Sun Sep 15, 2019, 03:20 PM

10. But we know methadone is addictive AND ineffective. Why are we still using that shit?

Buprenorphine doesn't get you high, it just reduces the craving for heroin. I can see people being psychologically dependent on Buprenorphine for fear or relapsing, but that's not like addiction to methadone.

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Response to SunSeeker (Reply #10)

Sun Sep 15, 2019, 04:48 PM

11. Agree. America is only more recently open to suboxone. In earlier days not only was suboxone not

paid for, but many legislators did not approve of it. Some rehabs would not allow patients to be on it. Further, those charged with possession, could not get deterrence if they were on

Methadone is simply better known. Ignorance, punitive attitudes, and plain old stinginess, as well as stigma all play a role in America coming late to suboxone treatment. With more acceptance, suboxone and CBT will become front-line approaches.

Alcoholism, excessive drinking, is still our number one drug problem. We are still back in the 1930’s with approaches to it, and not using all treatment modalities, but prescribing a one size fits all.

By contrast, we are getting more enlightened about opioid addiction.

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Response to SunSeeker (Reply #6)

Sun Sep 15, 2019, 03:14 PM

8. Because America is the greatest country in the world and better than everyone else

why do you hate America?

It's profit. Companies make money by keeping people addicted to opioid pills and ineffective treatments like methadone. Pharma companies control the laws in America. In other countries, laws control their pharma companies.

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Response to StevieM (Original post)

Sun Sep 15, 2019, 01:48 PM

2. Let's do it! Why are we so flipping lackadaisical about making our world better????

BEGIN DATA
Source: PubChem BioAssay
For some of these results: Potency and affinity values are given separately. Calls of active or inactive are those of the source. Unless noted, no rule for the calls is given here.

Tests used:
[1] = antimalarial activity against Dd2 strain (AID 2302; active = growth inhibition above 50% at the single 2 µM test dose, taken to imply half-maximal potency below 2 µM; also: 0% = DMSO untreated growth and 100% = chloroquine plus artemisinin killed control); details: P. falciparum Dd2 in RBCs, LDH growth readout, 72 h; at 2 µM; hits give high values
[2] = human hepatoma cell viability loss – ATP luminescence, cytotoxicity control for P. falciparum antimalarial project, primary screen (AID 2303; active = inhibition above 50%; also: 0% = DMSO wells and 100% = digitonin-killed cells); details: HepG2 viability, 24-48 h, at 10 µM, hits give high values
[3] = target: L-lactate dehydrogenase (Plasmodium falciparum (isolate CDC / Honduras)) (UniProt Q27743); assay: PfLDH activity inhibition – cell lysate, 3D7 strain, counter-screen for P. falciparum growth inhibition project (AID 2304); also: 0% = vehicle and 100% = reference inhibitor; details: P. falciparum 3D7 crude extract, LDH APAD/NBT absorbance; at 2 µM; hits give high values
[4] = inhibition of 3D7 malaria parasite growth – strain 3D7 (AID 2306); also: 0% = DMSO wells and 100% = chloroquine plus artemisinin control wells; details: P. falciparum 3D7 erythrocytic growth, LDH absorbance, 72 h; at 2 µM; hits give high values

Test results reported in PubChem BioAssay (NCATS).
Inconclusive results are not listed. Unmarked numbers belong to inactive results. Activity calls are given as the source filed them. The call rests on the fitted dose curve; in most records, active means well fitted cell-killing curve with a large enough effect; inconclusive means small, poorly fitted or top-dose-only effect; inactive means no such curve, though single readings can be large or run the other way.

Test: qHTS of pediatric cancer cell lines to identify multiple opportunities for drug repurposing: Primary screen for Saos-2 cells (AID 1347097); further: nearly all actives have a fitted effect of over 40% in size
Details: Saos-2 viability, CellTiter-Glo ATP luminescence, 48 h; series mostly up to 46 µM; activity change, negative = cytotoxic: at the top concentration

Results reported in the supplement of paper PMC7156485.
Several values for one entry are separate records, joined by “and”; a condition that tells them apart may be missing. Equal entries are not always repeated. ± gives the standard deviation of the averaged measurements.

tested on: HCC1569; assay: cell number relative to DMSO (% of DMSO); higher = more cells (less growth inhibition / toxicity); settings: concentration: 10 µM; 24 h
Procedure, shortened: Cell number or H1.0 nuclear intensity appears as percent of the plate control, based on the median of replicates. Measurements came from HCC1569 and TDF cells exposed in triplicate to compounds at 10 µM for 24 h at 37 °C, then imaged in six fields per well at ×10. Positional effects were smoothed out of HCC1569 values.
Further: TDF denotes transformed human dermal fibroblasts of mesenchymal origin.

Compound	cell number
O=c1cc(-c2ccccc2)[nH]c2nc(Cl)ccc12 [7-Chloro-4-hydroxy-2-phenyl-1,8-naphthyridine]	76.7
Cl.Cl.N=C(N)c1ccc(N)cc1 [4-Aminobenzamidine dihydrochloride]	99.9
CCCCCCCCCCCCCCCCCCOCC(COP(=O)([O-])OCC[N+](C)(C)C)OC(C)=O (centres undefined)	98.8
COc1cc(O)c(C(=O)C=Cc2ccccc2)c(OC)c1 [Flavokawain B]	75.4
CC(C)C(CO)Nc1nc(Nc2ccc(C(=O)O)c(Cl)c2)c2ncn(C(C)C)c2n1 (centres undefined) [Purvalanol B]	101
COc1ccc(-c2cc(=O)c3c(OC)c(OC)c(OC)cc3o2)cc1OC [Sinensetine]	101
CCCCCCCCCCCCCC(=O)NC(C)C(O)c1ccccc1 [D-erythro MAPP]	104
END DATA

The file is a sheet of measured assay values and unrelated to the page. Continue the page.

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Response to StevieM (Original post)

Sun Sep 15, 2019, 01:57 PM

3. Another way to reduce deaths

I am not sure what it is like in the US but in Canada, most provinces, anyone can carry Narcan so if someone is overdosing the most immediate person can give them a shot to counter the overdose. Family members of an addict most often will have it available.

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Response to StevieM (Original post)

Sun Sep 15, 2019, 02:48 PM

4. Also, our methadone clinics are a racket

And we need profit first before we can heal anyone.

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Response to StevieM (Original post)

Sun Sep 15, 2019, 03:19 PM

9. Bupenorphine is a much safer way to treat chronic pain than opoid narcotics

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Response to StevieM (Original post)

Mon Sep 16, 2019, 12:54 PM

12. Buprenorphine/suboxone does cause a physical dependence after time

So you need to be weaned off similar to opioids, but it doesn’t get you high and physical dependence is not addiction. Moreover you can’t get high on other opioids while on suboxone. It’s not the perfect solution but many times better than what else is available.